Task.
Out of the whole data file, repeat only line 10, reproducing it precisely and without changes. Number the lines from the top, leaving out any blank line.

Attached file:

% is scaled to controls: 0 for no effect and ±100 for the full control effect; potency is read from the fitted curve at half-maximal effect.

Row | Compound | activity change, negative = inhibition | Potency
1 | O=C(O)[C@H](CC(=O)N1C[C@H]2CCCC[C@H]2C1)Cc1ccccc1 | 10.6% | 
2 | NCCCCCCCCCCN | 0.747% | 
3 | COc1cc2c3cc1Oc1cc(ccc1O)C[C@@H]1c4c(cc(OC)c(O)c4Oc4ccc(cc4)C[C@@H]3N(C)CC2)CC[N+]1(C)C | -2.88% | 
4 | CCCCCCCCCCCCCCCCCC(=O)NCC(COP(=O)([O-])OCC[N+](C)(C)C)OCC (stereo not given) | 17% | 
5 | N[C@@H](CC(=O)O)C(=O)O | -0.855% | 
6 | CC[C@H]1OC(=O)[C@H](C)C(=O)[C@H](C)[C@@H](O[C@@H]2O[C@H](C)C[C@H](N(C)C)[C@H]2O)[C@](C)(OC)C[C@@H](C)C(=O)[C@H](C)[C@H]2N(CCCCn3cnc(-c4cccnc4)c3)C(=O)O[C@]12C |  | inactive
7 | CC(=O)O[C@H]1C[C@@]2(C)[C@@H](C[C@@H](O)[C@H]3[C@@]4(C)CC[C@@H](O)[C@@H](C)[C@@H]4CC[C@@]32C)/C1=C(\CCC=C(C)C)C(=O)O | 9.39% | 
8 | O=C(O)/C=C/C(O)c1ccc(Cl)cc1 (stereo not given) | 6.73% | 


8 | O=C(O)/C=C/C(O)c1ccc(Cl)cc1 (stereo not given) | 6.73% | 